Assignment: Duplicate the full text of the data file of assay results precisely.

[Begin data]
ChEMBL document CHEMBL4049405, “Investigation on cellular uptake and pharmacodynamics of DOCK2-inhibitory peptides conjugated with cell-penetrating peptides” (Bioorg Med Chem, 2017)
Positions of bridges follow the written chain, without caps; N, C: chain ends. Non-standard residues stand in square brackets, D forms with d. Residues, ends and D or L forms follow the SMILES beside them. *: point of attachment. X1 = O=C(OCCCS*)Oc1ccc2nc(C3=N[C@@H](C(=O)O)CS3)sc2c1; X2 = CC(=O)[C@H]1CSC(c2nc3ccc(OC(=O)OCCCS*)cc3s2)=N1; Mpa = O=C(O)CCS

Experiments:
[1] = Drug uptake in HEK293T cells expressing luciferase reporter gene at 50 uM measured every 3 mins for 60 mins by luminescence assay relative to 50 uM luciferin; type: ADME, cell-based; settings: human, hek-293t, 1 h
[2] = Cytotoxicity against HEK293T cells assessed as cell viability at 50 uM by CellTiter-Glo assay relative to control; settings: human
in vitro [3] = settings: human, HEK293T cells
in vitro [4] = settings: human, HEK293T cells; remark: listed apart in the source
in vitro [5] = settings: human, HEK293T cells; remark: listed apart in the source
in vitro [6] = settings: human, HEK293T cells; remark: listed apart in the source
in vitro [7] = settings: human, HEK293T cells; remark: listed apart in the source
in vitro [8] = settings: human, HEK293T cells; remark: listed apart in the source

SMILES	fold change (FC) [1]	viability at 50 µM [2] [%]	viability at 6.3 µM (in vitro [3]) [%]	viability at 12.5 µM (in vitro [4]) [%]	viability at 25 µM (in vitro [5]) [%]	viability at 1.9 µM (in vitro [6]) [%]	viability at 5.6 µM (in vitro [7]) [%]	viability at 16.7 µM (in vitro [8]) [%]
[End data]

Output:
ChEMBL document CHEMBL4049405, “Investigation on cellular uptake and pharmacodynamics of DOCK2-inhibitory peptides conjugated with cell-penetrating peptides” (Bioorg Med Chem, 2017)
Positions of bridges follow the written chain, without caps; N, C: chain ends. Non-standard residues stand in square brackets, D forms with d. Residues, ends and D or L forms follow the SMILES beside them. *: point of attachment. X1 = O=C(OCCCS*)Oc1ccc2nc(C3=N[C@@H](C(=O)O)CS3)sc2c1; X2 = CC(=O)[C@H]1CSC(c2nc3ccc(OC(=O)OCCCS*)cc3s2)=N1; Mpa = O=C(O)CCS

Experiments:
[1] = Drug uptake in HEK293T cells expressing luciferase reporter gene at 50 uM measured every 3 mins for 60 mins by luminescence assay relative to 50 uM luciferin; type: ADME, cell-based; settings: human, hek-293t, 1 h
[2] = Cytotoxicity against HEK293T cells assessed as cell viability at 50 uM by CellTiter-Glo assay relative to control; settings: human
in vitro [3] = settings: human, HEK293T cells
in vitro [4] = settings: human, HEK293T cells; remark: listed apart in the source
in vitro [5] = settings: human, HEK293T cells; remark: listed apart in the source
in vitro [6] = settings: human, HEK293T cells; remark: listed apart in the source
in vitro [7] = settings: human, HEK293T cells; remark: listed apart in the source
in vitro [8] = settings: human, HEK293T cells; remark: listed apart in the source

SMILES	fold change (FC) [1]	viability at 50 µM [2] [%]	viability at 6.3 µM (in vitro [3]) [%]	viability at 12.5 µM (in vitro [4]) [%]	viability at 25 µM (in vitro [5]) [%]	viability at 1.9 µM (in vitro [6]) [%]	viability at 5.6 µM (in vitro [7]) [%]	viability at 16.7 µM (in vitro [8]) [%]